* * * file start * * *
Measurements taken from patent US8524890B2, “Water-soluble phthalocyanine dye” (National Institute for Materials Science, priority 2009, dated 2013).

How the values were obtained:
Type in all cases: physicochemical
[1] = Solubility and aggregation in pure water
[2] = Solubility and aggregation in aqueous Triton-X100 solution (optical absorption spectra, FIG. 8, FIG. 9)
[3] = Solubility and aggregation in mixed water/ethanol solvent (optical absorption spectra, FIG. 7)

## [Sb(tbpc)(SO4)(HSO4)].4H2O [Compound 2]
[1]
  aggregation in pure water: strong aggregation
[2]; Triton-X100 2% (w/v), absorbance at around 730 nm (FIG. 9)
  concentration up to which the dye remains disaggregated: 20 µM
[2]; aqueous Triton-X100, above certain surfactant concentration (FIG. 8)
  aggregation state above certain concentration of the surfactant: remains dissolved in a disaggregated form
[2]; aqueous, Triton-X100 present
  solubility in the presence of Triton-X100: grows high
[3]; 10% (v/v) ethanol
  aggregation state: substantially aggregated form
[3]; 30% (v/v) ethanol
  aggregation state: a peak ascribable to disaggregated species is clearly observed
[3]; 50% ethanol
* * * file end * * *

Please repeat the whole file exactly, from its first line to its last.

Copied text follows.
Measurements taken from patent US8524890B2, “Water-soluble phthalocyanine dye” (National Institute for Materials Science, priority 2009, dated 2013).

How the values were obtained:
Type in all cases: physicochemical
[1] = Solubility and aggregation in pure water
[2] = Solubility and aggregation in aqueous Triton-X100 solution (optical absorption spectra, FIG. 8, FIG. 9)
[3] = Solubility and aggregation in mixed water/ethanol solvent (optical absorption spectra, FIG. 7)

## [Sb(tbpc)(SO4)(HSO4)].4H2O [Compound 2]
[1]
  aggregation in pure water: strong aggregation
[2]; Triton-X100 2% (w/v), absorbance at around 730 nm (FIG. 9)
  concentration up to which the dye remains disaggregated: 20 µM
[2]; aqueous Triton-X100, above certain surfactant concentration (FIG. 8)
  aggregation state above certain concentration of the surfactant: remains dissolved in a disaggregated form
[2]; aqueous, Triton-X100 present
  solubility in the presence of Triton-X100: grows high
[3]; 10% (v/v) ethanol
  aggregation state: substantially aggregated form
[3]; 30% (v/v) ethanol
  aggregation state: a peak ascribable to disaggregated species is clearly observed
[3]; 50% ethanol